13. Harry Potter and the Sorcerer’s Stone by J.K. Rowling
If you haven’t read Harry Potter yet (watching the movies don’t count), Fall is the perfect time to start. You’ll be finishing the series around Christmastime, which is already the most magical time of year. You can buy the paperbacks at a really inexpensive price, or dust off your library card and get to work. You won’t regret it; the hype is real.

12. Dark Places by Gillian Flynn
If you’ve been keeping up with my blog, you know I’m shamelessly addicted to Gillian Flynn’s novels. Be warned: Dark Places is scary. And disturbing. And CRAZY GOOD. Dark Places lives up to its title, and it’s an excellent story to get sucked in during Halloween.

11. Night Film by Marisha Pessl
I wrote a review on this book in an earlier post. It’s about a horror-film maker and the mystery surrounding his family and his daughter’s death, and you’ll be up all night trying to finish it.

10. Carrie by Stephen King
If you’re excited to see the new remake of Carrie, I encourage you to read the book first. I read Carrie for the first time when I was in high school, and later fell captive to Stephen King’s books. Read the book and be creeped out before the movie.

9. Nancy Drew and The Password to Larkspur Lane by Carolyn Keene
Reading Nancy Drew as a child was a life-changing event for me. Why? Because Nancy Drew made me love books. These books were the first “real” books I ever read. I felt like I achieved a huge accomplishment when I finished them, and for a first/second grader, it was a huge accomplishment. Nancy Drew laid the foundation for my love of a good mystery. The Password to Larkspur Lane is my favorite, if I absolutely had to just pick one favorite. You can read it in a day.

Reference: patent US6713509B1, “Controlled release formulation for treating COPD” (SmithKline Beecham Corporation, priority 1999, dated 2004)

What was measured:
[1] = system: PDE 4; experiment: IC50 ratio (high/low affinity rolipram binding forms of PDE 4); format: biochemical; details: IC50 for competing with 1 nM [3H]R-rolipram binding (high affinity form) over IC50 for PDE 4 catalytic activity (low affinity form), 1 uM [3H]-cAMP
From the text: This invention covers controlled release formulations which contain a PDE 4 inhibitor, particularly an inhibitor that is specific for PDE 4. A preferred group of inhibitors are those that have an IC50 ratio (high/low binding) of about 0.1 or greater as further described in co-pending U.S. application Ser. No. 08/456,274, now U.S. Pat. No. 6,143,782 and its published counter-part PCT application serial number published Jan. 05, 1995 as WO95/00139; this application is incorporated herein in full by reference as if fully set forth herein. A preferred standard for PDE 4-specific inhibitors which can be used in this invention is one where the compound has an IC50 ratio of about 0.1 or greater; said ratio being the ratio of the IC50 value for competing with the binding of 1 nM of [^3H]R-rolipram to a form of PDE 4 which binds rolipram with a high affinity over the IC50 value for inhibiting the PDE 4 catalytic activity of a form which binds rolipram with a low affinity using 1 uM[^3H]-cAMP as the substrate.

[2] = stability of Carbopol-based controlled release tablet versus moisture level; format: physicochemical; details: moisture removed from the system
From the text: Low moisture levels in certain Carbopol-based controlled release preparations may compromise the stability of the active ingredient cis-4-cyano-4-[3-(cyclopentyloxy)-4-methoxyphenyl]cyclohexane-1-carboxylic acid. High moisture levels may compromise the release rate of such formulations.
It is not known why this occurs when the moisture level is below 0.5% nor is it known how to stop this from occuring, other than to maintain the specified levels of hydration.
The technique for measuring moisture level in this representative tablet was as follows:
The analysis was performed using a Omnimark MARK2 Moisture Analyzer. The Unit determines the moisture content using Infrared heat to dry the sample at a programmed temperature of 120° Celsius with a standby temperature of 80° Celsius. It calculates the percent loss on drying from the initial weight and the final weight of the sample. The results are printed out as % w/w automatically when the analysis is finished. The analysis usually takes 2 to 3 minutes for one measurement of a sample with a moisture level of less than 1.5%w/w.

8. Plain Truth by Jodi Picoult
This is about a hidden pregnancy and murder among an Amish farm community. It’s like reading a novel-length episode of “Law and Order: SVU.”

7. The DaVinci Code by Dan Brown
I read this book in high school so I would understand all the brouhaha surrounding this book and Christianity. The book is fiction, as indicated on the cover. The conspiracy theories in the book are just that–conspiracy theories. As a Christian, I read this book and was not offended or upset…in fact, I loved it, and I’ve probably read it twice since. It’s a murder-mystery treasure hunt intertwined with history, religion, conspiracy theories, and a tiny shred of romance.

6. Divergent by Veronica Roth
Again, this would be a great book series to start during the fall (and in time for the spring movie). The third installment comes out next week, so get busy!

5. The Green Mile by Stephen King